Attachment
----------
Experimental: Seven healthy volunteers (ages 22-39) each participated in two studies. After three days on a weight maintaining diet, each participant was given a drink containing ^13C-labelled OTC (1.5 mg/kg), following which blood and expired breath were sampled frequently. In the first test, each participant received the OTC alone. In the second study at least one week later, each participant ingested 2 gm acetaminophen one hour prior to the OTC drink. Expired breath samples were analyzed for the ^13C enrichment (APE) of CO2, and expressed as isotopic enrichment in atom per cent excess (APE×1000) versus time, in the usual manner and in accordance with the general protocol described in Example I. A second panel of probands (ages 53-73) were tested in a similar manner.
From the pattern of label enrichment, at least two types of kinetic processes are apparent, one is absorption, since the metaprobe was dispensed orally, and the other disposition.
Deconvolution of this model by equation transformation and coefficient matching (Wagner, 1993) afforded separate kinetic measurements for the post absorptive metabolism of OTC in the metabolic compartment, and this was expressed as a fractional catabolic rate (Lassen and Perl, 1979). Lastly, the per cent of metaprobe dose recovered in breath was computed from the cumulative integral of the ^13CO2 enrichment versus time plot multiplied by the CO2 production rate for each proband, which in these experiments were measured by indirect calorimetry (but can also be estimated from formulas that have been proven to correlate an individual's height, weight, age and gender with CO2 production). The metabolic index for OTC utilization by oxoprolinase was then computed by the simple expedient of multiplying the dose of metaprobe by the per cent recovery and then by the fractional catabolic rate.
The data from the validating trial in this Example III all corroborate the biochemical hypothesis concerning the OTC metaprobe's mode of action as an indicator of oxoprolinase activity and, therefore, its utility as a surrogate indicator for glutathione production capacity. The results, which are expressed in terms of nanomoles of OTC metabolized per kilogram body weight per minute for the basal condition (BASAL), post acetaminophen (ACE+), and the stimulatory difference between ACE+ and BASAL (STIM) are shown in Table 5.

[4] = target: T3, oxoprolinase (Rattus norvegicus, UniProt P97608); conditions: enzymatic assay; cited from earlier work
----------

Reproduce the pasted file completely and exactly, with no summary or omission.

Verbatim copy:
Experimental: Seven healthy volunteers (ages 22-39) each participated in two studies. After three days on a weight maintaining diet, each participant was given a drink containing ^13C-labelled OTC (1.5 mg/kg), following which blood and expired breath were sampled frequently. In the first test, each participant received the OTC alone. In the second study at least one week later, each participant ingested 2 gm acetaminophen one hour prior to the OTC drink. Expired breath samples were analyzed for the ^13C enrichment (APE) of CO2, and expressed as isotopic enrichment in atom per cent excess (APE×1000) versus time, in the usual manner and in accordance with the general protocol described in Example I. A second panel of probands (ages 53-73) were tested in a similar manner.
From the pattern of label enrichment, at least two types of kinetic processes are apparent, one is absorption, since the metaprobe was dispensed orally, and the other disposition.
Deconvolution of this model by equation transformation and coefficient matching (Wagner, 1993) afforded separate kinetic measurements for the post absorptive metabolism of OTC in the metabolic compartment, and this was expressed as a fractional catabolic rate (Lassen and Perl, 1979). Lastly, the per cent of metaprobe dose recovered in breath was computed from the cumulative integral of the ^13CO2 enrichment versus time plot multiplied by the CO2 production rate for each proband, which in these experiments were measured by indirect calorimetry (but can also be estimated from formulas that have been proven to correlate an individual's height, weight, age and gender with CO2 production). The metabolic index for OTC utilization by oxoprolinase was then computed by the simple expedient of multiplying the dose of metaprobe by the per cent recovery and then by the fractional catabolic rate.
The data from the validating trial in this Example III all corroborate the biochemical hypothesis concerning the OTC metaprobe's mode of action as an indicator of oxoprolinase activity and, therefore, its utility as a surrogate indicator for glutathione production capacity. The results, which are expressed in terms of nanomoles of OTC metabolized per kilogram body weight per minute for the basal condition (BASAL), post acetaminophen (ACE+), and the stimulatory difference between ACE+ and BASAL (STIM) are shown in Table 5.

[4] = target: T3, oxoprolinase (Rattus norvegicus, UniProt P97608); conditions: enzymatic assay; cited from earlier work